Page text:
Definition of chimney in English:

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Pronunciation: /ˈtʃɪmni/

noun (plural chimneys)

1A vertical channel or pipe which conducts smoke and combustion gases up from a fire or furnace and typically through the roof of a building: a coal fire thrust yellow flames up the chimney a factory chimney
More example sentences
  • A small town was nearby as I noticed some stone, slate roofed buildings with smoking chimneys all about.
  • Atop the huge craft were, here and there, clusters of brassy and silvery machinery, like boilers and furnaces, with shiny chimneys that belched no smoke, but seemed only to vent a thin steam.
  • Images are beamed into the ops center; the towers are smoking like chimneys over the furnaces of Hell.
1.1A chimney stack: the outlines of rooftops and chimneys stood out against the pale sky
More example sentences
  • It is also set among some fine church towers and mill chimneys.
  • Its weathered wood-shingle walls, brick chimneys and prettily striped canopied windows are set amid the maple, birch and pine clad slopes of the Laurentian mountains.
  • today we take a look back at the days when slums, mill chimneys and river docks were a more common sight.
2A glass tube protecting the flame of a lamp: he trimmed the wick and put the glass chimney over the flame
More example sentences
  • Add a few drops of ammonia to the rinse water for glass lamps, chimneys, and globes.
  • The improved draft system, utilizing a glass chimney, yielded a brighter light that burned more cleanly.
  • Candles are an inexpensive and easy-to-store lighting option, but to be safe, use them with glass chimneys.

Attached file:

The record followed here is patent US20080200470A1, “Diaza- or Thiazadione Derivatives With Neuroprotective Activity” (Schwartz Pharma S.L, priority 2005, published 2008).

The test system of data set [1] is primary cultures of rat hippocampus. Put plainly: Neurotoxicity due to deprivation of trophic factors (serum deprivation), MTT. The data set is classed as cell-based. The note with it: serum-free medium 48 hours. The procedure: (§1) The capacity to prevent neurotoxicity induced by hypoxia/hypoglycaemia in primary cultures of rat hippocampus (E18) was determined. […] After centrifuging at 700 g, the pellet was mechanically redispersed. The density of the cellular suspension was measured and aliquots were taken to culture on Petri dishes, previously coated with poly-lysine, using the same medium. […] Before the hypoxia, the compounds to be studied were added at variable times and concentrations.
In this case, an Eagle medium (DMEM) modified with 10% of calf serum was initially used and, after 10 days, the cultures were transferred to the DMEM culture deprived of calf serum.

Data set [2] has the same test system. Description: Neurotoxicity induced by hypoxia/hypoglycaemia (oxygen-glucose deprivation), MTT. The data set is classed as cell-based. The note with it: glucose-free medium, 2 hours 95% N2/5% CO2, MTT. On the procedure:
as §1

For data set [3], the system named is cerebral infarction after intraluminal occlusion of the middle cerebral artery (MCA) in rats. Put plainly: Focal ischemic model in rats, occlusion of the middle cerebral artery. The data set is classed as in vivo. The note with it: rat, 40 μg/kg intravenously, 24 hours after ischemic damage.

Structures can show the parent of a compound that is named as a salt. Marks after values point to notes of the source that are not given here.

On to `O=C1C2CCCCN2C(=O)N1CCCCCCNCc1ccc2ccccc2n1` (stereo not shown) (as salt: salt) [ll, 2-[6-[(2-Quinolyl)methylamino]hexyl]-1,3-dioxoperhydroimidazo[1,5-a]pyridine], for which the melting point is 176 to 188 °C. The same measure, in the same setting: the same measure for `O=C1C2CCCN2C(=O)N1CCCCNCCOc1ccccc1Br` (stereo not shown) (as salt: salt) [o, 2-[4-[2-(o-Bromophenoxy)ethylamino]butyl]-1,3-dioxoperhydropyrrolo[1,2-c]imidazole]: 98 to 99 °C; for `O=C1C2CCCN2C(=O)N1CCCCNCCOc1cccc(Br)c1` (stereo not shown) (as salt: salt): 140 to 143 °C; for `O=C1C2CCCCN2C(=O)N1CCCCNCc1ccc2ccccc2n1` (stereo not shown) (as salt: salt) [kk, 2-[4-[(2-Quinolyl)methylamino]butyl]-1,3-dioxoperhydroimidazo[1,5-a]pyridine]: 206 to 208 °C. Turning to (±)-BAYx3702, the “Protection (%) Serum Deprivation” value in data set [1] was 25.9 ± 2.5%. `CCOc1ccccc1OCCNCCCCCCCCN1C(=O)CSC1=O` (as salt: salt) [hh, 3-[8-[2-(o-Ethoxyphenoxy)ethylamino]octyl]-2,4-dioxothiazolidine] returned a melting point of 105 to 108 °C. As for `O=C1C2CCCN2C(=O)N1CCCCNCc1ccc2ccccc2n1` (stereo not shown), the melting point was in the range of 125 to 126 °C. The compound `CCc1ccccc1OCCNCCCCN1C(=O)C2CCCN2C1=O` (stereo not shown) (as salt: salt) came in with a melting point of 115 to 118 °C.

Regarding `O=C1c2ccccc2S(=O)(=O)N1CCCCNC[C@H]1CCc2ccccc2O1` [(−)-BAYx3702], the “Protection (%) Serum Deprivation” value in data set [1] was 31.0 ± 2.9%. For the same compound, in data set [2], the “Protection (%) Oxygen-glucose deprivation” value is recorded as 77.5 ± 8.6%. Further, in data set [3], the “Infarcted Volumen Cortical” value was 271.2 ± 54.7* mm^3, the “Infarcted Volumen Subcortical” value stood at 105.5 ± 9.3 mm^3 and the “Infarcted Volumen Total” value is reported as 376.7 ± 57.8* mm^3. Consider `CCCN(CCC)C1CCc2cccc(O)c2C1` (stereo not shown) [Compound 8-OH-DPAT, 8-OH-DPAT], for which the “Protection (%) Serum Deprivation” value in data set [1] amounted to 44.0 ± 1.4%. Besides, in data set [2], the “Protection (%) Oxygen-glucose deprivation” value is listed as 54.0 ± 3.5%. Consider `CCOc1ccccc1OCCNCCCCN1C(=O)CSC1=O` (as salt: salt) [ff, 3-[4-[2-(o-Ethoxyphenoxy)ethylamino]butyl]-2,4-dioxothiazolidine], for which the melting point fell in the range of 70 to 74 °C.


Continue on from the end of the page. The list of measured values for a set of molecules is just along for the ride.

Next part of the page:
3A very steep narrow cleft by which a rock face may be climbed: he slid fifty feet down a chimney, and became wedged there
More example sentences
  • An offwidth is a crack which is too wide to use as a finger, hand or fist jam but too narrow to get right inside and climb as a chimney.
  • After a short crawl and a climb down a narrow chimney, South Chamber is reached.
  • Climb the obvious chimney / groove near the left hand end of the crag, stepping left at the top to finish up the steep wall above on excellent holds.


Middle English (denoting a fireplace or furnace): from Old French cheminee 'chimney, fireplace', from late Latin caminata, perhaps from camera caminata 'room with a fireplace', from Latin caminus 'forge, furnace', from Greek kaminos 'oven'.

  • A chimney was at first ‘a fireplace or furnace’ and comes via Old French from late Latin caminata, perhaps from camera caminata ‘room with a fireplace’, via Latin caminus ‘forge, furnace’ from Greek kaminos ‘oven’.

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Line breaks: chim|ney

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